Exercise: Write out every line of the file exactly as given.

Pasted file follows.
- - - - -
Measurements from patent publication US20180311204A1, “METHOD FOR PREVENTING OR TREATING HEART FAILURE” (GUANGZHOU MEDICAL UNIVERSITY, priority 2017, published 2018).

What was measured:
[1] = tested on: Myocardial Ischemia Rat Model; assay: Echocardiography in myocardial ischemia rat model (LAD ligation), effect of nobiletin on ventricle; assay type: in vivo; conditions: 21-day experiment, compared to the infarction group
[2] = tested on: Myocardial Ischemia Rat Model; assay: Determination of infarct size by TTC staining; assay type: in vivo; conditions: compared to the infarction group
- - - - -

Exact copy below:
Measurements from patent publication US20180311204A1, “METHOD FOR PREVENTING OR TREATING HEART FAILURE” (GUANGZHOU MEDICAL UNIVERSITY, priority 2017, published 2018).

What was measured:
[1] = tested on: Myocardial Ischemia Rat Model; assay: Echocardiography in myocardial ischemia rat model (LAD ligation), effect of nobiletin on ventricle; assay type: in vivo; conditions: 21-day experiment, compared to the infarction group
[2] = tested on: Myocardial Ischemia Rat Model; assay: Determination of infarct size by TTC staining; assay type: in vivo; conditions: compared to the infarction group